Working professionals in Providence County likely face some form of evaluation system in their jobs, particularly in how they identify errors in their workflow. Most may assume that if their work is being scrutinized, so too is that of other professionals. For doctors, identifying errors is most applicable to diagnosing patients. Thus, many may think that doctors are evaluated based upon their diagnostic accuracy. Yet as shocking as it may seem, according to the Agency for Healthcare Research and Quality, a lack of standardized measurement strategies makes it difficult for researchers to include diagnostic accuracy among the quality measurements used to evaluate doctor performance.
When you think of spinal injuries, the first thought that comes to your mind is likely a traumatic accident that results in paralysis. Many in Providence County may share the same assumption, which may be the reason why many come to us here at DeLuca and Weizenbaum LTD surprised to have suffered spinal injuries that gradually set in over time. Your hope may rest on the ability of your doctor to recognize the symptoms of such an injury and get you treated before you suffer any neurological impairments. Unfortunately, that may not always happen.
When patients seek care at a hospital in Providence County, they likely all share the assumption that they will not be sent home until the clinicians they see know what is wrong with them. However, that may not always be the case. Diagnosing a patient’s condition is typically a process rather than an event, with doctors often being asked to consider a number of factors before making a definitive diagnosis. Yet all of the information needed to make such a decision may not be available at the same that providers believe the patient is ready to be discharged. Indeed, the Agency for Healthcare Research and Quality cites “assessment and communication of problems that remain unresolved at the time of discharge” as among the most common reasons for hospital readmissions.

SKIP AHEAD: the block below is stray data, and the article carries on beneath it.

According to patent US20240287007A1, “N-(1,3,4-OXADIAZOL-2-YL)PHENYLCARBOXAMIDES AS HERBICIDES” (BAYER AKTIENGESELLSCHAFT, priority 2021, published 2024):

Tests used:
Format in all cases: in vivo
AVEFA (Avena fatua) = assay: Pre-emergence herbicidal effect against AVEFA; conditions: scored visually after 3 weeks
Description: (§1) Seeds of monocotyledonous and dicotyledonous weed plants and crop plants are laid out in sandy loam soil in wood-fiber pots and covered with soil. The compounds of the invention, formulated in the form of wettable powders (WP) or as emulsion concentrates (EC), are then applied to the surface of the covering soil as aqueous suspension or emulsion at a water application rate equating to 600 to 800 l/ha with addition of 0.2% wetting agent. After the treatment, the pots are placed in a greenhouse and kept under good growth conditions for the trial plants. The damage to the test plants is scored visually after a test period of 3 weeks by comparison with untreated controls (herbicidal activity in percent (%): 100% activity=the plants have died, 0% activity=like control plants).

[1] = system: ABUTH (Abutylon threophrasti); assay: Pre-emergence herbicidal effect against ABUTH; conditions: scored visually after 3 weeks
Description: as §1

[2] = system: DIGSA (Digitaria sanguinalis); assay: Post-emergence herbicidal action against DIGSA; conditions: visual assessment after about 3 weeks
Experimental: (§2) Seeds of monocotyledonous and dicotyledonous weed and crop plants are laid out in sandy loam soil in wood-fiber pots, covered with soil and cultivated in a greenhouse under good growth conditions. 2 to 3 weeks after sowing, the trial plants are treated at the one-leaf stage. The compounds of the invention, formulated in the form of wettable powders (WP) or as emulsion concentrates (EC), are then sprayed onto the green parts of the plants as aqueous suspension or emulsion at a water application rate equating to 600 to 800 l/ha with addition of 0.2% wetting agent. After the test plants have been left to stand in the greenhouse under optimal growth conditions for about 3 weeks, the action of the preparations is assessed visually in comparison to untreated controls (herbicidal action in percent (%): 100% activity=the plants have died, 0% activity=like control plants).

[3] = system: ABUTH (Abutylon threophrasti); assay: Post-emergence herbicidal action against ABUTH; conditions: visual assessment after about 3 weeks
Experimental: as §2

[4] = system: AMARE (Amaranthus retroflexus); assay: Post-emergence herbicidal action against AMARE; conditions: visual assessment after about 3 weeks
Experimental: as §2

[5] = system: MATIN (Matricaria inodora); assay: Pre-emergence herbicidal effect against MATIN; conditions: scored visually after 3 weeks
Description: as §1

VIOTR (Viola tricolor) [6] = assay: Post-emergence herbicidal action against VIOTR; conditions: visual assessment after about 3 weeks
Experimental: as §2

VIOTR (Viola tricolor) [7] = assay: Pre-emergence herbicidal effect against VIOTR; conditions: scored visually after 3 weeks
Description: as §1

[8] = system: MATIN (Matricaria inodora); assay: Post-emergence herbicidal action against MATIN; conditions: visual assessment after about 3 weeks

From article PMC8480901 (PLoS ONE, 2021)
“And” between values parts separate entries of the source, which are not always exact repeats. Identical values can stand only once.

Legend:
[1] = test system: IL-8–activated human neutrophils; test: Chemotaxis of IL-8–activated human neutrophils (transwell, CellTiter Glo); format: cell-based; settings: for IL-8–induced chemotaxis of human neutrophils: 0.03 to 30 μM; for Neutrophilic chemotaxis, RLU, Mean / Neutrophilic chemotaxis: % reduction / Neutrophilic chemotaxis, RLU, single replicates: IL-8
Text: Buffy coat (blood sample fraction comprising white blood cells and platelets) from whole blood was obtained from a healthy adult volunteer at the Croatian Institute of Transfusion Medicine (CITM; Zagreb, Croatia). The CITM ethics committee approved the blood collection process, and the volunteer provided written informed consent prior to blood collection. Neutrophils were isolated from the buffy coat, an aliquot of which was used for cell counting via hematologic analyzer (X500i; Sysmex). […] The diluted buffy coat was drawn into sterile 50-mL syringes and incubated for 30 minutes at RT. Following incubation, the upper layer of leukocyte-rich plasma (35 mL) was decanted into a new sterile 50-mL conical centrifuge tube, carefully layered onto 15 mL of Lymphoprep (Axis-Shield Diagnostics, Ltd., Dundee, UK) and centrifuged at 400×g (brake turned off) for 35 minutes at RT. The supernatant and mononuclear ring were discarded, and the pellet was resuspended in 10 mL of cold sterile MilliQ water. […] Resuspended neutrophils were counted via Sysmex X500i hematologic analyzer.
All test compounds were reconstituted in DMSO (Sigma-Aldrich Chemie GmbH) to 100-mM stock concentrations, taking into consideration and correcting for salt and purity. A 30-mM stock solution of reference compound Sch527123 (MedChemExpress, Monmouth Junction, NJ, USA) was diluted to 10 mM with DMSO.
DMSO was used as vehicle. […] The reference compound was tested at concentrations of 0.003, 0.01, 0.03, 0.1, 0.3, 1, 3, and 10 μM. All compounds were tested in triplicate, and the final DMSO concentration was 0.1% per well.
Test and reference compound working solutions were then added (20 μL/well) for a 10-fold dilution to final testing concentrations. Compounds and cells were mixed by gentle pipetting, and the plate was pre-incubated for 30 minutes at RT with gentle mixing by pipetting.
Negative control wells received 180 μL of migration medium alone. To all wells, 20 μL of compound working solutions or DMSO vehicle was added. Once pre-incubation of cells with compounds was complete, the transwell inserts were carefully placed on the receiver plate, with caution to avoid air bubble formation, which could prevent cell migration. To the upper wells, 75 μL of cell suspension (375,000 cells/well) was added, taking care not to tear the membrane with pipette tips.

Those in Providence County who may have a sexually transmitted disease may certainly want to know that. Unfortunately, as some of our clients here at DeLuca and Weizenbaum have had the misfortunate to find out, the potential of misdiagnosing an STD may be high. Many of the symptoms indicating the presence of an STD may be similar to other ailments. In men, these are often easier to differentiate. Yet if you are a woman, the question of whether or not you may have an STD may be harder to answer.
Like most in Providence County, you likely accept the fact that certain aspects of your health may begin to deteriorate as you age. Yet that does not mean that you should be forced to live with daily pain and discomfort. Yet we at DeLuca and Weizenbaum LTD understand that the trouble with providers dismissing your pain as being age-related without investigating its cause lies in the potential for the underlying condition to worsen, taking an even greater toll on your quality of life.
When you present to an emergency department in Providence County, you may feel, like everyone else, that you require immediate treatment. Yet we at DeLuca and Weizenbaum can attest to the fact that ED practitioners may error in determining which patients need to be seen first. However, there are recommended standards that, if followed properly, should discern whether your condition needs to be treated immediately.
If you come to us here at DeLuca & Weizenbaum LTD after having been misdiagnosed by a doctor in Providence County, you may question how a professional educated to spot the signs of distress or disease in patients could make such a mistake. A closer look at the diagnostic process may help pinpoint where errors may have occurred.
For many in Providence County, the value placed on a second medical opinion may not be high due to the assumption that doctors may tend to support each other’s diagnoses no matter what. It should be remembered, however, that a doctor’s first responsibility is ensuring the well-being of his or her patients, not protecting a contemporary’s reputation. In fact, some patients may find other doctors to be among their strongest advocates in remedying any wrong done to them.
It may be difficult for many in Providence County to understand how a trained medical professional can misdiagnose a patient. Yet as we at DeLuca and Weizenbaum LTD can attest to, the potential for human error can never be completely taken out of the patient-provider equation. One problem may be that there are a number of non-life threatening conditions out there that mimic much more serious problems.
When you visit your doctor in Providence, he or she should take the time to listen to whatever issues or symptoms you may be experiencing, and then come up with a preliminary diagnose based off of that information. However, in many cases, imaging studies may be required to either confirm or disprove his or her suspicions. An improper interpretation of your radiologic images could potentially lead your doctor to miss or misdiagnose your problem. If and when that happens, who is then responsible for the error: your doctor or the radiologist?